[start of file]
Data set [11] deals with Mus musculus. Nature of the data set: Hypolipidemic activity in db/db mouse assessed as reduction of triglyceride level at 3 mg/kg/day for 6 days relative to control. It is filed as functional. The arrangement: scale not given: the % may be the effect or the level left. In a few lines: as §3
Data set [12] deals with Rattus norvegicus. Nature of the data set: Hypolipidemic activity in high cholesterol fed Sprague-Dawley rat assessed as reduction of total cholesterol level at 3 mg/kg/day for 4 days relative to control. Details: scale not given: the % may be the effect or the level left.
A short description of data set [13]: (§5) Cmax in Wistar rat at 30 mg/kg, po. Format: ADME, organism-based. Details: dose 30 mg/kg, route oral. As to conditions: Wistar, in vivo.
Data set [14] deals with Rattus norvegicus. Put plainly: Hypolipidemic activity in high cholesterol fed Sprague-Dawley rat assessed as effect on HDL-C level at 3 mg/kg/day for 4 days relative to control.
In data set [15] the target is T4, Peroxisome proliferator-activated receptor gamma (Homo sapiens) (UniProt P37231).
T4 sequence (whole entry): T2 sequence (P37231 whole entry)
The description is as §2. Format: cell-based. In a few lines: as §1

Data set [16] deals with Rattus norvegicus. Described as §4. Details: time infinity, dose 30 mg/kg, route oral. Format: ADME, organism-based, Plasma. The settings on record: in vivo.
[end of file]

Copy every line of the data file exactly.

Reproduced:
Data set [11] deals with Mus musculus. Nature of the data set: Hypolipidemic activity in db/db mouse assessed as reduction of triglyceride level at 3 mg/kg/day for 6 days relative to control. It is filed as functional. The arrangement: scale not given: the % may be the effect or the level left. In a few lines: as §3
Data set [12] deals with Rattus norvegicus. Nature of the data set: Hypolipidemic activity in high cholesterol fed Sprague-Dawley rat assessed as reduction of total cholesterol level at 3 mg/kg/day for 4 days relative to control. Details: scale not given: the % may be the effect or the level left.
A short description of data set [13]: (§5) Cmax in Wistar rat at 30 mg/kg, po. Format: ADME, organism-based. Details: dose 30 mg/kg, route oral. As to conditions: Wistar, in vivo.
Data set [14] deals with Rattus norvegicus. Put plainly: Hypolipidemic activity in high cholesterol fed Sprague-Dawley rat assessed as effect on HDL-C level at 3 mg/kg/day for 4 days relative to control.
In data set [15] the target is T4, Peroxisome proliferator-activated receptor gamma (Homo sapiens) (UniProt P37231).
T4 sequence (whole entry): T2 sequence (P37231 whole entry)
The description is as §2. Format: cell-based. In a few lines: as §1

Data set [16] deals with Rattus norvegicus. Described as §4. Details: time infinity, dose 30 mg/kg, route oral. Format: ADME, organism-based, Plasma. The settings on record: in vivo.